A Pile of Postponed Decisions

Does your desk have a pile of papers on it that never goes away? Mine does. It gets smaller (sometimes) and larger (mostly), but it’s always there.

My very wise organizing colleague, Barbara Hemphill, declared that “Clutter is postponed decisions.®” Nowhere is this more evident than in the pile of papers on my desk. It is a pile of postponed decisions.

Last month, when our illustrious Governor Cuomo declared that everyone should be staying home, I decided that I would tackle this pile of postponed decisions once and for all. Then I did pretty much what I always do with this pile. I sorted through it for the so-called “low-hanging fruit” — the items that I knew could be dealt with quickly. Some of the papers were no longer relevant and could be thrown away. Those are the best! But the papers that would take more time and thought continued to sit there.

The pile as it looked this morning

New papers are always coming in either by mail or via my printer. Every time I have a Zoom meeting with colleagues or a FaceTime organizing session with a client, I straighten up by taking all the loose papers and adding them to the pile so that the my desk looks better. And the pile continues to grow.

This morning, I said, “No more!” and I set out to really tackle that pile. I reviewed each piece of paper and determined what the next steps were. For some, I just had to read it and then either file it away or toss it. Others I was able to take immediate action on. Unfortunately, some of the papers can’t be be acted on now because businesses are closed or would be hazardous to visit (such as the bank). Those will continue to sit in the pile until it is safe to handle them.

What’s different about the pile now is that every piece of paper has a sticky note on it stating what the next action is, so I will be able to quickly act on them when the time is right.

The pile as it looks now

So the pile continues to live, but smaller than before, and better organized.

Where are the postponed decisions in your home? Maybe now is the time to tackle one.

Down Memory Lane

Back in January, I wrote about Projects That Never Get Done. In that post, I publicly promised to take the first step on a long-delayed project in my house: getting rid of our two video cameras, which we haven’t used in many years. The first step was to find the videos that we had taken, so that I could inventory them prior to sending them off to be digitized. After all, I might need the cameras to properly inventory the tapes.

I did that first step around the end of January, and then for about six months, I took no further action. In the meantime, my daughter came home from college for the summer. In the back of my mind was the idea that if we were going to watch these videos to figure out what we needed to digitize, it would be more fun to do it while she was home. Finally, about a week ago, I realized that she was going to be headed back to school in three weeks, so we had better get started.

Emily on her 3rd birthday, documented in our home movies

For several nights over the past week, my husband, daughter, and I (and our dog) have sat down to watch these home movies, which started when she was 12 months old and we brought her home from China. We’ve gotten as far as her third birthday, and I can’t remember a time when we laughed so much as a family. Some of the incidents we filmed are still fresh in my memory, and others I had forgotten about completely. It has been a blast to see my husband and me, along with family members and friends, as we looked nearly 20 years ago. And of course seeing my daughter as a clueless little one has been an absolute hoot.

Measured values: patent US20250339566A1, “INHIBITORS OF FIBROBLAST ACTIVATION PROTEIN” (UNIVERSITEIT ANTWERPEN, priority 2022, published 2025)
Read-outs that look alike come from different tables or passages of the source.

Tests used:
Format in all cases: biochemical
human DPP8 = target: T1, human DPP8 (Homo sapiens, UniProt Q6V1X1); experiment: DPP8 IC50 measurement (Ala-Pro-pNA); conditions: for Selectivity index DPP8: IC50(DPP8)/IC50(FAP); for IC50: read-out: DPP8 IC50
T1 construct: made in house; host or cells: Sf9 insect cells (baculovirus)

This seemed like an onerous project to take on, but now we eagerly look forward to having a spare hour or two to take a look at the next installment.

I bet you’ve got plenty of memorabilia lying around your home. Are they in a form in which you can enjoy them, or are they just more sources of clutter? Dig out those old movies, photos, and ephemera. Take the time to review them with your family. Relive the memories. Have some laughs, and maybe even some tears. If they are not being stored properly, work with a professional to preserve them. After all, if you can’t enjoy them, why save them?

My home movies turned out to be a great source of pleasure for me. I’m looking forward to finishing the project and finally freeing up the space that those two video cameras are taking up!

The Right Time to Buy A Suitcase

For a while now, I have been meaning to buy a new suitcase. I use a carry-on suitcase whenever I travel — whether I’m going away for a weekend or for two weeks. My cute little red carry-on was perfect for me: roomy on the inside with outside pockets, and easy to pick out of a group of suitcases due to its color.

However, ever since I started noticing suitcases with four wheels instead of two, I have been wanting one. I even went to the Container Store travel sale last year to look at what they had. But I came away empty-handed because the mechanism for the extra wheels took up too much room inside the suitcase. I decided to wait.

There was also some part of me that didn’t want to replace my red suitcase. It had served me so well, and I was afraid I would be sorry I had replaced it. Besides, I couldn’t replace a perfectly functional suitcase, could I?

My red suitcase must have known that I was planning to be unfaithful, and it started acting up: the retractable handle was resisting retraction. I figured out a work-around for that but knew that it was just a matter of time before I had to get a new one.

The coup de grâce occurred late last month when I was on my way home from the annual conference of the National Association of Professional Organizers (NAPO). I got to Pittsburgh airport sooner than I needed to because I had shared a taxi with some friends who had an earlier flight. I retrieved my suitcase from the taxi driver and pulled up the handle. But it only went up halfway. No matter how many times I retracted it and released it, it only would come up halfway. (This was a new problem: previously it had only failed to go down, not up.)